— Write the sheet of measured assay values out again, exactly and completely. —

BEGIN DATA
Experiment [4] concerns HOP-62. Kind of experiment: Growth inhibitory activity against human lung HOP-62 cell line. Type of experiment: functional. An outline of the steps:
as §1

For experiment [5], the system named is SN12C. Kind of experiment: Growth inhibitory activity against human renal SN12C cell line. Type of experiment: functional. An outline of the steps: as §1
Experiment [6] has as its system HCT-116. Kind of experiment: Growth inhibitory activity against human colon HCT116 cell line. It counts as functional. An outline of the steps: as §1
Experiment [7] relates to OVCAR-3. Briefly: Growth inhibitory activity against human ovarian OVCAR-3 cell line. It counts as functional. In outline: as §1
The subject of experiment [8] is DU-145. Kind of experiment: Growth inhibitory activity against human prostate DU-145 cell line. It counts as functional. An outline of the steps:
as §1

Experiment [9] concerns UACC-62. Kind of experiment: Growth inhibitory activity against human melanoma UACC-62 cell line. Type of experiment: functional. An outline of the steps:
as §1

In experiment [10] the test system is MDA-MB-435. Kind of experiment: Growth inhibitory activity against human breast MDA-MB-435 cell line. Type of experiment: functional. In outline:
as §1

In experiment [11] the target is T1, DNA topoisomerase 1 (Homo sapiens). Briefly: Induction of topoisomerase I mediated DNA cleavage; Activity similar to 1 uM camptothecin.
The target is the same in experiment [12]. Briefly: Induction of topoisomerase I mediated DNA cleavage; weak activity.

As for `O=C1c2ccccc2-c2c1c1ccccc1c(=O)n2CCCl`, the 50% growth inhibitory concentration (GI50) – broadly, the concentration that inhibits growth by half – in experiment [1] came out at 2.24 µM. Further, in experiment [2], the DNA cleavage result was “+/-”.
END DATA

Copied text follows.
Experiment [4] concerns HOP-62. Kind of experiment: Growth inhibitory activity against human lung HOP-62 cell line. Type of experiment: functional. An outline of the steps:
as §1

For experiment [5], the system named is SN12C. Kind of experiment: Growth inhibitory activity against human renal SN12C cell line. Type of experiment: functional. An outline of the steps: as §1
Experiment [6] has as its system HCT-116. Kind of experiment: Growth inhibitory activity against human colon HCT116 cell line. It counts as functional. An outline of the steps: as §1
Experiment [7] relates to OVCAR-3. Briefly: Growth inhibitory activity against human ovarian OVCAR-3 cell line. It counts as functional. In outline: as §1
The subject of experiment [8] is DU-145. Kind of experiment: Growth inhibitory activity against human prostate DU-145 cell line. It counts as functional. An outline of the steps:
as §1

Experiment [9] concerns UACC-62. Kind of experiment: Growth inhibitory activity against human melanoma UACC-62 cell line. Type of experiment: functional. An outline of the steps:
as §1

In experiment [10] the test system is MDA-MB-435. Kind of experiment: Growth inhibitory activity against human breast MDA-MB-435 cell line. Type of experiment: functional. In outline:
as §1

In experiment [11] the target is T1, DNA topoisomerase 1 (Homo sapiens). Briefly: Induction of topoisomerase I mediated DNA cleavage; Activity similar to 1 uM camptothecin.
The target is the same in experiment [12]. Briefly: Induction of topoisomerase I mediated DNA cleavage; weak activity.

As for `O=C1c2ccccc2-c2c1c1ccccc1c(=O)n2CCCl`, the 50% growth inhibitory concentration (GI50) – broadly, the concentration that inhibits growth by half – in experiment [1] came out at 2.24 µM. Further, in experiment [2], the DNA cleavage result was “+/-”.